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5/14/2009
08:50 AM
George Crump
George Crump
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Return On Efficiency

What if "do more with less" was more than a marketing phrase? What if you really could do more with less? There are storage solutions available now that really let you improve efficiency but one of the key components of deciding if a do more with less project is successful, is to measure the return on efficiency. For the dollars invested are you X more effective at your job?

What if "do more with less" was more than a marketing phrase? What if you really could do more with less? There are storage solutions available now that really let you improve efficiency but one of the key components of deciding if a do more with less project is successful, is to measure the return on efficiency. For the dollars invested are you X more effective at your job?For the rest of 2009 and probably most of 2010 you are going to be hearing a lot about efficient storage. When you hear the term efficient storage the vendor can mean one of three things. A solution that makes the disk capacity or utilization of that capacity more efficient, a solution that makes you more efficient or a solution that does both.

Measuring the return on efficiency in the first category, better utilization through either data reduction techniques like deduplication and compression or through archive techniques, is really a math problem to measure return on efficiency. This type of efficiency mostly affects CAPEX, and does not do much for OPEX. From an administrator perspective you are still managing the same total capacity, it just happens to fit in less physical space.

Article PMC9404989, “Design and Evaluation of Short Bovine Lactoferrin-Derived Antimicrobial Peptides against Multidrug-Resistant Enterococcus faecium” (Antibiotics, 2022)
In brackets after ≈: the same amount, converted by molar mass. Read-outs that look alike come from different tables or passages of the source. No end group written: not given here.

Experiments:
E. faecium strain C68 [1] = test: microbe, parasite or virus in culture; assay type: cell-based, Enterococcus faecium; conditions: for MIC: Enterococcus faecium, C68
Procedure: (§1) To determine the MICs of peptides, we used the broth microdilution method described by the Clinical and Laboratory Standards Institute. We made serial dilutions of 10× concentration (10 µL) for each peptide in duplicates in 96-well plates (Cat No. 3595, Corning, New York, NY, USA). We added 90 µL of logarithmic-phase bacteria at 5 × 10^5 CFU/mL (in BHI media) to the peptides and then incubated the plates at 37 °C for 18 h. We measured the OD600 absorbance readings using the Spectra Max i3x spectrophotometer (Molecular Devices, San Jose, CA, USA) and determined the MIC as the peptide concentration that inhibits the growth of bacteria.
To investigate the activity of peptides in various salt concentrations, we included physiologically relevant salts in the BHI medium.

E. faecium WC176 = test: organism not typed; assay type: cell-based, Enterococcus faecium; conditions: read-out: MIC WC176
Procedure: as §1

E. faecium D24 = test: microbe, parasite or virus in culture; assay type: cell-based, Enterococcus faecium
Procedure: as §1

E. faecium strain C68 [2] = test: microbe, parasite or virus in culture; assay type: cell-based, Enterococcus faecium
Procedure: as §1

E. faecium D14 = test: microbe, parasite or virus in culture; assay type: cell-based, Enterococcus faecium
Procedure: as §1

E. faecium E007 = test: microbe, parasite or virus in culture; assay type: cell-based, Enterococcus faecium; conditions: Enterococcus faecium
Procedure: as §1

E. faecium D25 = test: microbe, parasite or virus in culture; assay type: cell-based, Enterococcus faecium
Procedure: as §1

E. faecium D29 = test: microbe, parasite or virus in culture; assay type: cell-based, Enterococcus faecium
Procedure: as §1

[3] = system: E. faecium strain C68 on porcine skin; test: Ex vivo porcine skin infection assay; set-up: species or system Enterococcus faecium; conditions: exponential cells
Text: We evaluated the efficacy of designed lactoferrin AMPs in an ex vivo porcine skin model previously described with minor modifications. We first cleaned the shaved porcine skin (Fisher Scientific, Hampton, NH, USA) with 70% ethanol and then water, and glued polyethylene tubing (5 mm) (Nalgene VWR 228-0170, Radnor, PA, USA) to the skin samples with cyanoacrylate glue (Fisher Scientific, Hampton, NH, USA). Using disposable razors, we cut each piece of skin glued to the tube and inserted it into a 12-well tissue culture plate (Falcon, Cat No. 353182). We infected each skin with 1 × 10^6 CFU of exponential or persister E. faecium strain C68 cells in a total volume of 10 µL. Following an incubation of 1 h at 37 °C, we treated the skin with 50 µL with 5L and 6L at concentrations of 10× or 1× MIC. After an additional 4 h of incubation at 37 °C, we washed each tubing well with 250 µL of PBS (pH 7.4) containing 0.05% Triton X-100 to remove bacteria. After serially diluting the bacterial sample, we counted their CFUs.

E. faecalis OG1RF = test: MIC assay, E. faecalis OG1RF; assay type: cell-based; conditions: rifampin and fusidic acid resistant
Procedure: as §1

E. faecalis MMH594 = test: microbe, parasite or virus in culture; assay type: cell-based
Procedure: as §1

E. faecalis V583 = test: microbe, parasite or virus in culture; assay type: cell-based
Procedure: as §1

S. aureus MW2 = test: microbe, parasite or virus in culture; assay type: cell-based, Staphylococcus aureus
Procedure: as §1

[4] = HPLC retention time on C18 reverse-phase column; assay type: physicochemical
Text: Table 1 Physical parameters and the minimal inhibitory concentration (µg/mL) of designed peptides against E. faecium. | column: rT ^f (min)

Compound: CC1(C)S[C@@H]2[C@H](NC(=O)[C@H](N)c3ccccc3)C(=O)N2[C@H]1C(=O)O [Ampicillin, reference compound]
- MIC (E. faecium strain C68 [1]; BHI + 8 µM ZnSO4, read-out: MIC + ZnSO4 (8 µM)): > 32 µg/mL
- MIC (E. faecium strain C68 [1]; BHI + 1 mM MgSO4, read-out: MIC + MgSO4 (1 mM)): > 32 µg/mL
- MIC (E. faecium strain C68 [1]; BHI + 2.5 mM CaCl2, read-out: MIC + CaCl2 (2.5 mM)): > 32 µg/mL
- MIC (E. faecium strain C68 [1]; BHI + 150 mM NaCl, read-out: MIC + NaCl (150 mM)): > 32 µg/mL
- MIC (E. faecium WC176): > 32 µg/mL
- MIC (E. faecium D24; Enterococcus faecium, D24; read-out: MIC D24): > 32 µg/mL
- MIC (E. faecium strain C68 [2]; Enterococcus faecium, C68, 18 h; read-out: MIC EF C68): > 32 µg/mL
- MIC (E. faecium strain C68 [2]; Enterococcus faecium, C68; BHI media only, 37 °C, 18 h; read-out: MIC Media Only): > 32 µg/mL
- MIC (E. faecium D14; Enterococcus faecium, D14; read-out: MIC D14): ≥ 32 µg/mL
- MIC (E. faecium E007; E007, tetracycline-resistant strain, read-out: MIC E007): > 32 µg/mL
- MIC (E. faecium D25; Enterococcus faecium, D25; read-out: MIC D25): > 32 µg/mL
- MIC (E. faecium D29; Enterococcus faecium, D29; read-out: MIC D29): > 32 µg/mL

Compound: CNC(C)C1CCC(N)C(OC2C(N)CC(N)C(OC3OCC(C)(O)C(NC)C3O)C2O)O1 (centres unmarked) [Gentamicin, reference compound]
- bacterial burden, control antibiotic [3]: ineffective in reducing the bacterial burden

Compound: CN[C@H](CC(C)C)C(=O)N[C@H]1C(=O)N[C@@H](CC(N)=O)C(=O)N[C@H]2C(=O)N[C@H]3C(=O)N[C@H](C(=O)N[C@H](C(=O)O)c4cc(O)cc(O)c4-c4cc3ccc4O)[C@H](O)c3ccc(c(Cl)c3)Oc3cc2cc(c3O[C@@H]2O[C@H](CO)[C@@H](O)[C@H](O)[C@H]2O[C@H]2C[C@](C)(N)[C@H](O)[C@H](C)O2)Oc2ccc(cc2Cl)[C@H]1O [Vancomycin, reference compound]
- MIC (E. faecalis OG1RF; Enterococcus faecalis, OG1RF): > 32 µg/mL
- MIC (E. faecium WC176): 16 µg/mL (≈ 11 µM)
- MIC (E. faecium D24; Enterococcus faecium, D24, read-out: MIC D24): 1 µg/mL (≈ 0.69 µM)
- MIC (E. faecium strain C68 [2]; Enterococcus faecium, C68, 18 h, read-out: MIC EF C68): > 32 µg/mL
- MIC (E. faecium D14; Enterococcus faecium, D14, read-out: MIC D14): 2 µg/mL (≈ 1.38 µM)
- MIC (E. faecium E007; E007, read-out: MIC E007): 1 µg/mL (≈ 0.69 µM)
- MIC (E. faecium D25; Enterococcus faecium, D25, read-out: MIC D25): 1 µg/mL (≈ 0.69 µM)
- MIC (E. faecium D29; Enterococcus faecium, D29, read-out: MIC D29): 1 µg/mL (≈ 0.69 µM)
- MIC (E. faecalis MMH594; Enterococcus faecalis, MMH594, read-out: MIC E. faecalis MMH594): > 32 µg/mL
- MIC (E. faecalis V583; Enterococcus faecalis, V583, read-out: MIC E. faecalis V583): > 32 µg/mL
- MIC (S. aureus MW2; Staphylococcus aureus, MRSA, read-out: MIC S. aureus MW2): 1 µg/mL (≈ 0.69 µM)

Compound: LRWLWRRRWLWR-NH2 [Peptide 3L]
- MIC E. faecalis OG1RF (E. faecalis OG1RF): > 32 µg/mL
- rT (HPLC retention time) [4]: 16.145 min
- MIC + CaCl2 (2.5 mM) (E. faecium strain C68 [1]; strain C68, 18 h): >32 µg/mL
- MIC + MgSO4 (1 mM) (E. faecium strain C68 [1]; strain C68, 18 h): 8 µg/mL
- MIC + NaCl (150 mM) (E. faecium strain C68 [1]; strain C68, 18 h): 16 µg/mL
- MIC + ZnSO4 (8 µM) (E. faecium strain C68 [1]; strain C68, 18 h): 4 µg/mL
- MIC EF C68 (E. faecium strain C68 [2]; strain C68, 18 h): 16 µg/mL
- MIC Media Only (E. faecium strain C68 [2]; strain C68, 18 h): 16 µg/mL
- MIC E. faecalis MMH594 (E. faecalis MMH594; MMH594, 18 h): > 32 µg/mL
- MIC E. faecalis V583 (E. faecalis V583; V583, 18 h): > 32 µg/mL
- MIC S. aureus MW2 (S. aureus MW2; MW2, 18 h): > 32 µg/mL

A potential exception is archive, as we mentioned in our Archive Basics article, archiving addresses both the CAPEX side of efficiency by reducing the investment in expensive tier one storage and the OPEX side of efficiency by moving data out of the primary path that is managed daily.

Other products address the OPEX side primarily and then often have an impact on the CAPEX side. Solutions like storage virtualization from vendors like DataCore, 3PAR and NetApp or large scale single filesystem NAS solutions like those from Isilon and IBRIX increase admin productivity by either reducing the amount of steps involved in the storage management process or by reducing the number of filesystems and storage systems to manage.

While in many cases the increased productivity by using these solutions is immediately obvious, ideally a baseline should be created so that an effective comparison of the before and after can be made. For example, document the life-cycle of a request for more storage. How long does it take to allocate additional storage or new storage to an application? Compare that to how one of these solutions would do it and the difference is your return. The difference being this measurement is in hours saved as opposed to GB's saved.

In our next entry will explore what is more important, storage CAPEX savings or storage OPEX savings?

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George Crump is founder of Storage Switzerland, an analyst firm focused on the virtualization and storage marketplaces. It provides strategic consulting and analysis to storage users, suppliers, and integrators. An industry veteran of more than 25 years, Crump has held engineering and sales positions at various IT industry manufacturers and integrators. Prior to Storage Switzerland, he was CTO at one of the nation's largest integrators.

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